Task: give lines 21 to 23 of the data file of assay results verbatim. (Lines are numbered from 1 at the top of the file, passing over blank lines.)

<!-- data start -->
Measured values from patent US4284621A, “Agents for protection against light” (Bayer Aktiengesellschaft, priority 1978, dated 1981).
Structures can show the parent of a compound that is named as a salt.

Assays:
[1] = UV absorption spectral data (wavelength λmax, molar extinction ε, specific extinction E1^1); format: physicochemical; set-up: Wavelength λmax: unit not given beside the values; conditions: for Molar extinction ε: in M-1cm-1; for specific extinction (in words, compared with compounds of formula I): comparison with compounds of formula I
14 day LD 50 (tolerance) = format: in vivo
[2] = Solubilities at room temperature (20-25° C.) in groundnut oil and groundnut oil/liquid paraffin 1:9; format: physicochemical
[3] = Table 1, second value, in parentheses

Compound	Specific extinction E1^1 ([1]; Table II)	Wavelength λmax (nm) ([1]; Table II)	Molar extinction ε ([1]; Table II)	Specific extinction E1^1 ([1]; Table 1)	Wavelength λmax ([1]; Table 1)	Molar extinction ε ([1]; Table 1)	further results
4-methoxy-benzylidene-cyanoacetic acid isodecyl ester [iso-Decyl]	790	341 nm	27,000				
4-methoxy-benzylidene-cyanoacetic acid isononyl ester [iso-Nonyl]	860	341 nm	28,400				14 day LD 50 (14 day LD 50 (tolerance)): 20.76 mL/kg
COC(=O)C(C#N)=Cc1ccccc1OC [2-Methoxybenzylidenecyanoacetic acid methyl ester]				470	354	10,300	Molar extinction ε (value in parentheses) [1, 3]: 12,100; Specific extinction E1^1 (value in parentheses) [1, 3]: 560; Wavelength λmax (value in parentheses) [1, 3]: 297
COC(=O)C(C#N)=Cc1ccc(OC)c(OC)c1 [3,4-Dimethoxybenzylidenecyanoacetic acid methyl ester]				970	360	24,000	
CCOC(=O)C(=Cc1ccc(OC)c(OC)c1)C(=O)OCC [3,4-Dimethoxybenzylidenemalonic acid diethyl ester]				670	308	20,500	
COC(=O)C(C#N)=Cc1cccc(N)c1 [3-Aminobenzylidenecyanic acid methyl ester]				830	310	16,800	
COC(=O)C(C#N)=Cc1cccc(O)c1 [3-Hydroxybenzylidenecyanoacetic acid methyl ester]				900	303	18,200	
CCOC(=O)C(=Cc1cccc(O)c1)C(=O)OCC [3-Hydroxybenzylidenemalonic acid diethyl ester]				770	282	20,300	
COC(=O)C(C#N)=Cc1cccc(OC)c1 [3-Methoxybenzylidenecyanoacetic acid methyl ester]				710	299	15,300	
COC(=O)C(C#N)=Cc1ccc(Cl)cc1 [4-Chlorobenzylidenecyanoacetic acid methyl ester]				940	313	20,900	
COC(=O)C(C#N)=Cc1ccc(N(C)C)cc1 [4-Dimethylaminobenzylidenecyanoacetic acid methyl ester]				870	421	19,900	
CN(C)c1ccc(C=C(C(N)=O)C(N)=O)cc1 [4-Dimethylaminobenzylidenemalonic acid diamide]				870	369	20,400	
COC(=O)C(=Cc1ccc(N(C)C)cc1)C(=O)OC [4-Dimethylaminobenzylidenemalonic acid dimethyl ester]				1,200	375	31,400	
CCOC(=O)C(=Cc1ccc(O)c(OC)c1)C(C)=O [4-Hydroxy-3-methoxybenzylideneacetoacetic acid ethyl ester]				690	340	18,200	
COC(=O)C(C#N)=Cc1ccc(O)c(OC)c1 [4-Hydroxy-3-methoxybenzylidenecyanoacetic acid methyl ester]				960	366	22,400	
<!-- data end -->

COC(=O)C(=Cc1ccc(N(C)C)cc1)C(=O)OC [4-Dimethylaminobenzylidenemalonic acid dimethyl ester]				1,200	375	31,400	
CCOC(=O)C(=Cc1ccc(O)c(OC)c1)C(C)=O [4-Hydroxy-3-methoxybenzylideneacetoacetic acid ethyl ester]				690	340	18,200	
COC(=O)C(C#N)=Cc1ccc(O)c(OC)c1 [4-Hydroxy-3-methoxybenzylidenecyanoacetic acid methyl ester]				960	366	22,400	